There’s a misleading article in the Scotsman today – I know, I was as shocked as you are – whose pro-Union spin has already been analysed over on Wings Over Scotland.
Sterling, as has been repeatedly pointed out by the BT crowd, is not a tangible asset. It cannot be divided and apportioned out. Therefore, by a leap of unfounded logic, the rump UK gets to keep it while indy Scotland will have to use cowry shells. Or clappy doo shells, since cowry shells are hard to come by on the beach at Rothesay – which might have palm trees but it’s not that tropical.
As a punter, you trot along to your local megastore, where you a new t-shirt. Some t-shirts cost more than others. But some punters are prepared to pay more for a posh t-shirt from a posh shop, because it looks far better with your trendy Russian czar beard and hornrimmed specs and has a certain social cachet that a cheapo t-shirt from the Barras just isn’t going to give you. At least if you’re someone like my nephew who’ll pay £65 for a t-shirt if it comes with the right designer name. £65, for a t-shirt. Insane. But there ye go. Still, at least he’s avoided the King George V beard.
Onieweys, the company producing and selling the £65 t-shirts is going to have a value that’s considerably greater than a company producing and selling a similar quantity of t-shirts that get flogged off in the Barras for a fiver for a pack of six. The difference in the value of the two companies is due to the fact that punters with more money than sense will cheerfully cough up lots more for the designer name because it increases their shagging chances when they go out for a night on the pull. Unless of course you have been known to find shagging partners in dark back rooms deep within less salubrious bars where no one is going to notice that you’re wearing an unfashionably cheapo t-shirt – but that’s probably Too Much Information. Still, at least I can console myself with the thought that my nephew has far higher standards than I ever did.
The difference in company value, if not the difference in standards of the company you find as pulling partners, is due to the designer t-shirt company’s customer goodwill and reputation. It’s not a tangible asset, but it still has a very real commercial value.
Sterling is the same. It has value as a freely tradable currency because of its reputation and the trust of its customers – the people with Sterling notes and coins in their pockets. That reputation and customer trust is as much a result of the efforts and resources of the people of Scotland as it is of the rest of the UK. The reputation and trust enjoyed by Sterling depends in part upon the contribution that Scotland has made to the Union over the past 307 years. It’s Sterling’s goodwill.
The M&A Dictionary of financial and commercial terms defines goodwill as:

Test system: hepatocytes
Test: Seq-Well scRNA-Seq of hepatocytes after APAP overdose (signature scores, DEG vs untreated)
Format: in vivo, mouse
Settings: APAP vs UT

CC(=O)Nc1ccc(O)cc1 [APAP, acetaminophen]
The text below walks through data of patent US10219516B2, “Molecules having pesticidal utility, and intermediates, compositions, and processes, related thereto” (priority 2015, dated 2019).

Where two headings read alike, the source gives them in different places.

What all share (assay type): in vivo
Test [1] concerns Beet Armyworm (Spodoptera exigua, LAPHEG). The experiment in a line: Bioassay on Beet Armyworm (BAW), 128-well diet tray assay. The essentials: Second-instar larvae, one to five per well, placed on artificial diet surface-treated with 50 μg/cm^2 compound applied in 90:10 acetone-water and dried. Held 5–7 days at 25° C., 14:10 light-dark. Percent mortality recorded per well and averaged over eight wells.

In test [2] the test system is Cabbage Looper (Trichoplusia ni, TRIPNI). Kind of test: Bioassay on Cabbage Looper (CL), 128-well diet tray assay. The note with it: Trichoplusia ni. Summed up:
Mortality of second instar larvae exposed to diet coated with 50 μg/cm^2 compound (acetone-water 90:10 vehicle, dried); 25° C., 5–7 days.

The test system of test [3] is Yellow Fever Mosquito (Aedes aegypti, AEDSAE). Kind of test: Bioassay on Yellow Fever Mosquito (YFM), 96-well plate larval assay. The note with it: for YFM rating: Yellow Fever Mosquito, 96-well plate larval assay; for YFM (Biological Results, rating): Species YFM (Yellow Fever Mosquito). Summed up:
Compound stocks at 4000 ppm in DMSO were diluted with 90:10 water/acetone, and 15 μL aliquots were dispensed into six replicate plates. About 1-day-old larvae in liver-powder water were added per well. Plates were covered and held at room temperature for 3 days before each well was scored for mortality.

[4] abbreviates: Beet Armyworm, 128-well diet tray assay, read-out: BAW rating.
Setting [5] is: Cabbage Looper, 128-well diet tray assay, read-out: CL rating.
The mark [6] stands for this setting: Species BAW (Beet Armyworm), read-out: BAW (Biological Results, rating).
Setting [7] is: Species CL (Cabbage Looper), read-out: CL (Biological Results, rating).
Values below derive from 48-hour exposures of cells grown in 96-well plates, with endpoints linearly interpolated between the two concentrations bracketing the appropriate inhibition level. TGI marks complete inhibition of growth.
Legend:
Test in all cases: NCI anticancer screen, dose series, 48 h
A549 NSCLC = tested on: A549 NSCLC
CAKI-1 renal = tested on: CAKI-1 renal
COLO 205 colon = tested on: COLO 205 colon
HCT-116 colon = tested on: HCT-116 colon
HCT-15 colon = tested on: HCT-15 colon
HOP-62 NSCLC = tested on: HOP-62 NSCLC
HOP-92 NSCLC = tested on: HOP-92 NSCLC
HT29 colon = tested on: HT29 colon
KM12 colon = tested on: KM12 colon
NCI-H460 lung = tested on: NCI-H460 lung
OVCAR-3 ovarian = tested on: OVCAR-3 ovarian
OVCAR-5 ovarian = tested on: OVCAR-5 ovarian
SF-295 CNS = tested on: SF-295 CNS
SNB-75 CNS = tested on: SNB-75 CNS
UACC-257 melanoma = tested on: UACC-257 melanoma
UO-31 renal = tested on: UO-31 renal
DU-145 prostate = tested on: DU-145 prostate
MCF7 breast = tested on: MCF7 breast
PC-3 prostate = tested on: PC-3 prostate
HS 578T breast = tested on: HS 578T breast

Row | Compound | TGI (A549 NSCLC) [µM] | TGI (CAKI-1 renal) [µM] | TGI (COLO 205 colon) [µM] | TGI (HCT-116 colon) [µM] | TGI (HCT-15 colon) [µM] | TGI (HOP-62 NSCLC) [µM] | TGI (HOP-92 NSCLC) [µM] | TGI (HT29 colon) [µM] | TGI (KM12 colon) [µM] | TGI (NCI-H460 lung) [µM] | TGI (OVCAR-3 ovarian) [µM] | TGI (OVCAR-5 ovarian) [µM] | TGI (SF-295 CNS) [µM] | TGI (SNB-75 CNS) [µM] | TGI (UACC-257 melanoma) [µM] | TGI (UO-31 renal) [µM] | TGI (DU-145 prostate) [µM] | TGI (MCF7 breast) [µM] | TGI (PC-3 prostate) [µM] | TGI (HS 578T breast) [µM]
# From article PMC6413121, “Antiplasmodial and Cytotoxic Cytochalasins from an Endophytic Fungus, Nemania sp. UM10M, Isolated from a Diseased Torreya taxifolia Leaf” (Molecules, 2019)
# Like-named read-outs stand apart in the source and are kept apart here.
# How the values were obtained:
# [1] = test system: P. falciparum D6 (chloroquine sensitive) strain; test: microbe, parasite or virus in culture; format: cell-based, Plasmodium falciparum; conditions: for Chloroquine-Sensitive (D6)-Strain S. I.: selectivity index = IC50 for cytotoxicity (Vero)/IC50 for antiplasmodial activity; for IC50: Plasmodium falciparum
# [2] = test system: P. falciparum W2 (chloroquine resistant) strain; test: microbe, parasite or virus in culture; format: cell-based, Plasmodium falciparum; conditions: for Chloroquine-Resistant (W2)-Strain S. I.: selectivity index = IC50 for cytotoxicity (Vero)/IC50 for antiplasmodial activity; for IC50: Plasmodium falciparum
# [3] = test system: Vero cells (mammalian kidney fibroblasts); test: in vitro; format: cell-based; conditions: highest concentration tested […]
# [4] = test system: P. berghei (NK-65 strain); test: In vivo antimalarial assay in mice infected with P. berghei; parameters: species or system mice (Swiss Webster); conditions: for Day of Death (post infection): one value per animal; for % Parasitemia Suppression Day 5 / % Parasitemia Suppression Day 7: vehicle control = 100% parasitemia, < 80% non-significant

“The amount paid for the company over the book value of the seller’s assets on the balance sheet. Goodwill accounts for the target firm’s intangible assets, such as brand equity, customer relationships, or intellectual property.”
Meanwhile a company dealing in the sale and purchase of commercial organisations, South Florida Business Brokers defines goodwill in the following terms:
“In the practical sense, when selling a business, goodwill is all the hard work and effort the seller has put into the business over the years. When acquiring a business, goodwill is the difference between the tangible assets and the purchase price.”
These definitions apply equally to Sterling as a currency. Sterling is an asset, even though it is an intangible asset, and its reputation does have value, even though that value may be difficult or impossible to quantify. So if Westminster is going to lay sole claim to a Scottish intangible asset, Westminster must compensate Scotland. No assets, no debt.
Otherwise we have a position comparable to two business partners who have jointly worked to build up a business, but later decide to go their own ways. Westminster is acting like the business partner who insists that the company’s debts will be apportioned equally, but they are going to hang onto the company name, reputation, and customer goodwill, only agreeing to a grudging division of tangible assets, while refusing to compensate the other partner for the intangible assets and goodwill they jointly built together. It’s like saying to Scotland, we will continue to supply t-shirts to posh shops, you lot can flog yours off in the Barras for a fiver for a pack of six.
In technical business parlance, this is known as “taking the piss”. And it’s a guaranteed means for Westminster to piss away what rapidly diminishing goodwill it’s got left with the people of Scotland. The asset in question may be an intangible one, but the effects of the debt are very tangible indeed. Perhaps Westminster ought to remember that.